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VDM Alloy 31

Nicrofer 3127 hMo

Material Data Sheet No. 4031


June 2006 Edition

Nicrofer 3127 hMo alloy 31

Nicrofer 3127 hMo is an iron-nickel-chromium-molybdenum


alloy with nitrogen addition. Developed by ThyssenKrupp VDM,
it was designed to fill the gap between existing superaustenitic stainless steels and nickel alloys. Nicrofer 3127 hMo is
particularly well suited to applications in chemical and
petrochemical industries, environmental engineering, and oil
and gas production.
Nicrofer 3127 hMo is characterized by:
outstanding resistance to corrosion in halide media, both
acidic and basic;
outstanding resistance to sulfuric acid, even highly
concentrated;

outstanding resistance to corrosion and erosion-corrosion


in phosphoric acid media;

excellent resistance to both localized corrosion and general


corrosion in chlorine dioxide bleach media;

excellent resistance to both reducing and oxidizing media;

ease of fabrication and welding;

approval for pressure-vessel use involving wall temperatures from -196 to 550 C (-320 to 1020 F);

approved in ISO 15156/MR0175 to Test Level VI


for sour gas service;

Designations and standards


Country

Alloy
designations

Specification
Chemical
composition

National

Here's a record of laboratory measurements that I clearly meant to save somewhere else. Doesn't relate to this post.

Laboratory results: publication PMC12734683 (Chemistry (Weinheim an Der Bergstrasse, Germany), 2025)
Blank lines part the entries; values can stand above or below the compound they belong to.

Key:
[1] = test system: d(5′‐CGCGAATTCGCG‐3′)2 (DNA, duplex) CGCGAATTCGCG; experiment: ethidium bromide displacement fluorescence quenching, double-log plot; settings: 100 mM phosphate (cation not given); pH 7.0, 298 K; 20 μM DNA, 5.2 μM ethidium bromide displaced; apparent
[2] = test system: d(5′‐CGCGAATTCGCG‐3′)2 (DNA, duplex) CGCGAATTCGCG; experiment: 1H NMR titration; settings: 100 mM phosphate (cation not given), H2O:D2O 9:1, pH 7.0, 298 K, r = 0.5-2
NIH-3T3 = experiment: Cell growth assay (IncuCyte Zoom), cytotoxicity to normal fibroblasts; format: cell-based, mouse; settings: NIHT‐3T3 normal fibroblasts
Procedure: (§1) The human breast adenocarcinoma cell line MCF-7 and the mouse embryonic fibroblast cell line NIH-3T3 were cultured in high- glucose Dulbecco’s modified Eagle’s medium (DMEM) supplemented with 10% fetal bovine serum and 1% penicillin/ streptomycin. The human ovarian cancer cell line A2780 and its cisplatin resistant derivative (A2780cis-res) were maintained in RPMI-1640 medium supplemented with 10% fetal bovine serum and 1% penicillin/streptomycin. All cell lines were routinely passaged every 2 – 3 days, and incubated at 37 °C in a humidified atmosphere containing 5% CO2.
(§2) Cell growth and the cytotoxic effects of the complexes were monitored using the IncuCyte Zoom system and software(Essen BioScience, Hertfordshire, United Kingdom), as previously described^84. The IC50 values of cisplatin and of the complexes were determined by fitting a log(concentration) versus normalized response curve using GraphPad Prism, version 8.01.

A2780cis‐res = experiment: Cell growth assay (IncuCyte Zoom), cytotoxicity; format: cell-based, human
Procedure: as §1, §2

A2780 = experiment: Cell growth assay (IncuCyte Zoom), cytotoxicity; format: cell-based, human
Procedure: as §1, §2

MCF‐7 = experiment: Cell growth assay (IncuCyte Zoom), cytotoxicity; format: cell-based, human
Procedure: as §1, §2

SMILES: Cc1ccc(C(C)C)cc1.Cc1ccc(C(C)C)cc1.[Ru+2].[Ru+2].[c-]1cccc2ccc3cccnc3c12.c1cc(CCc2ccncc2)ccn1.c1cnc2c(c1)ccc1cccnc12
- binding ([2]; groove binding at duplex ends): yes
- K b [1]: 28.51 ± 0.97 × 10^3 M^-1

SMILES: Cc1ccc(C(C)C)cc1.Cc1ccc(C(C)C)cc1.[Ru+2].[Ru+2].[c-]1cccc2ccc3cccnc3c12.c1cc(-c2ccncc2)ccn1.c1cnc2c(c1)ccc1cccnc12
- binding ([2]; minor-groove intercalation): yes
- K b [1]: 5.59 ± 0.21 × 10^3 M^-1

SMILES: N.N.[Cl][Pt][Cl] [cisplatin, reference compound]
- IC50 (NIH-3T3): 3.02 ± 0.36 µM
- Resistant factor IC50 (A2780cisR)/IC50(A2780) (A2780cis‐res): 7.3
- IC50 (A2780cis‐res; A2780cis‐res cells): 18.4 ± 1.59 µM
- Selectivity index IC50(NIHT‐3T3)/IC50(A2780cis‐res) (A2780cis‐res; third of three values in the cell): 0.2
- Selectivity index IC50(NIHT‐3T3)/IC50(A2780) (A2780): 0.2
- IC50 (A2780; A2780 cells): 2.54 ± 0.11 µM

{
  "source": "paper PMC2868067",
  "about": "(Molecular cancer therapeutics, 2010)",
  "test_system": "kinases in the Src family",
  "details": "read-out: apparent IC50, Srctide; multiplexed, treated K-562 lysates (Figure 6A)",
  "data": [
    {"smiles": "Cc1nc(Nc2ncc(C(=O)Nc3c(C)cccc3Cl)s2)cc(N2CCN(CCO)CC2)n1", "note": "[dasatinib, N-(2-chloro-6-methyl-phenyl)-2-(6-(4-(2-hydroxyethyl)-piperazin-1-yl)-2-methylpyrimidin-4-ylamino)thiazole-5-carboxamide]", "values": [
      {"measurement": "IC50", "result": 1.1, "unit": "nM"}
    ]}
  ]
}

standards

Tube and pipe


seamless

Sheet
and
plate

welded

Rod
and
bar

Strip

W.-Nr. 1.4562
X1NiCrMoCu32-28-7

SEW
VdTV-Wbl.
BAM

Wire

Forgings

400

400

*
400
509/2

400
509/2

400

400
509

400

400

SB-622

SB-619/626

SB-625

SB-622

SB-619/626

SB-625

SB-581 (Rod) SB-625 SB-649 SB-564


SB-649 (Bar)
SB-581 (Rod) SB-625 SB-649 SB-564
SB-649 (Bar)

Material listed in the


BAM list in Sect. 6

USA
ASTM

UNS N08031

ASME

ISO

Material listed in
ISO 15156/MR0175

Table 1 Designations and standards.

Chemical composition

min.

Ni

Cr

30.0

26.0

Fe

Mn

Si

Cu

Mo

1.0

6.0

0.15

1.4

7.0

0.25

0.020

0.010

bal.
max.

32.0

28.0

Table 2 Chemical composition (wt.-%).

0.015

2.0

0.3

Physical properties
Density

8.1 g/cm3

0.293 lb/in.3

Melting range

1350 1370 C

2460 2500 F

Permeability at 20 C/68 F (RT)

1.001

Temperature (T)

Thermal
conductivity

Specific heat

Electrical
resistivity

J
kg K

Btu
Ib F

W
mK

Btu in.
ft2 h F

452

0.108

11.7

81

cm

circ mil
ft

10 6
K

93

200

100

212

463

13.2

106

189

14.3

200

392

474

15.0

110

183

14.7

204

400

300

572

316

600

400

752

427

800

500

932

538

1000

600

1112

0.113
483

118
18.5

0.118
500

132
20.2

(21.9)

25.4

702

144

8.5
15.5

24.2
163

716
(120)

8.2
15.1

170

118

0.127
508

176

116

7.9

26.5

683

10 6
F

28.7
27.6

662
113

0.116
491

635

105
16.8

198

103 ksi

68

90

620

kN
mm2

Coefficient of